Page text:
From Montreal's metro stations and streets to pastoral mise-en-scènes, William Vallières' first book, Versus, is a lyric bildungsroman filled with portraits of seduction and infatuation, loneliness and buried shame. "What yesterday had fought to bud / Is stunted under ice today." These are darkly canny poems about childhood, familial histories, lost love and the weariness of spending one's "being being / Everything I'm against." Deftly crafted, intense and compact, with barbed insights arrived at through verbal twists and syntactic half-turns, Vallières' voice is entirely his own.
Resisting Canada gathers together poets for a conversation bigger than poetic trends. The book's organizing principle is Canada--the Canada that established residential schools; the Canada grappling with the Truth and Reconciliation Commission; the Canada that has been visible in its welcome of Syrian refugees, yet the not-always-tolerant place where the children of those refugees will grow up; the Canada eager to re-establish its global leadership on the environment while struggling to acknowledge Indigenous sovereignty on resource-rich land and enabling further colonization of that land. In the face of global conflicts due to climate change, scarcity, mass migrations, and the rise of xenophobic populisms, Canada still works with a surface understanding of its democratic values--both at their noblest and most deceptive.
The work included in Resisting Canada--by celebrated poets such as Lee Maracle, Jordan Abel, Billy-Ray Belcourt, Louise Bernice Halfe, Michael Prior, and Leanne Betasamosake Simpson--addresses, among other things, Indigenous agency, cultural belonging, environmental anxieties, and racial privilege. These poems ask us to judge and resist a statecraft that refuses to acknowledge past and present wrongs. Think of Resisting Canada as a poetic letter to Canada's politicians and leaders.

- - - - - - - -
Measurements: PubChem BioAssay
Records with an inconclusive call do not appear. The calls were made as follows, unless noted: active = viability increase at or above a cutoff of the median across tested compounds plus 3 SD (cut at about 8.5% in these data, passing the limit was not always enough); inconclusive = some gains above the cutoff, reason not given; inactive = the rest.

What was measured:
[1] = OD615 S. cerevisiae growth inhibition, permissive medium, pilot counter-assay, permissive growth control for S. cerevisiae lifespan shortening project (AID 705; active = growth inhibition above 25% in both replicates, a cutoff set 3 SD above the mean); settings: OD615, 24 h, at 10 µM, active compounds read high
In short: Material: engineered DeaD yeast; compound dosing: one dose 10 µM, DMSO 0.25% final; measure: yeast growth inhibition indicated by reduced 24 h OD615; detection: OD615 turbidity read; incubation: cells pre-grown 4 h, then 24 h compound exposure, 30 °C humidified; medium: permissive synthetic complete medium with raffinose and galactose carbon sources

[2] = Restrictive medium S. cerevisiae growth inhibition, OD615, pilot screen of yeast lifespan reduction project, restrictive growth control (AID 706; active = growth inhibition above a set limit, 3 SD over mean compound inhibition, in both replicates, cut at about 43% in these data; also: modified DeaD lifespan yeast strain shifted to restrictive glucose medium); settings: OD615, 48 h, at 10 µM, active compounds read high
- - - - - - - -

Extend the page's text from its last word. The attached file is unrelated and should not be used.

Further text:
What We Carry
These are beautifully written, intelligent, accessible poems. - Cary Fagan, Writers' Trust Newsletter
A keen awareness of mortality underlies the poems in Susan Glickman’s vibrant seventh collection...These lyric poems have an unassuming grace and clarity. – Barbara Carey, Toronto Star
The respect paid to nature in this book is palpable and the sadness at its destruction is equally strong. The technical dexterity is as powerful as the emotions and shows a poet at the peak of her creativity. - Candace Fertile, Quill & Quire
The Suicide's Son
The poems in James Arthur’s new collection, The Suicide’s Son, convey a mastery of resonance and form...irony and playfulness. - Cora Sire, Montreal Review of Books
Still, there is something in the opening gesture of an Arthur poem that has a sobering effect on our sensibility. ... Particular ideas or claims, like the statement of the belief in original sin, operate as centrifugal forces around which the narrative and imagistic pieces of an Arthur poem find their orientation. - Darren Bifford, HANGWIRE
The belief in translation as an act of self-portraiture drives Afterwords, Geoffrey Cook's ambitious reimagining of German poems by Goethe, Heine, Rilke and Brecht. Cook's versions not only transform these foreign texts into English poems in their own right, but enrich and expand his uniquely prismatic voice. Cook brings a contemporary and Canadian tone to his adaptations, which also showcase the exacting craftsmanship for which his first collection, Postscript, was praised. Afterwords is a book that daringly celebrates authorship as a shared project. "Do you not feel," writes Goethe, "that, in my songs, I am one and the other, too?"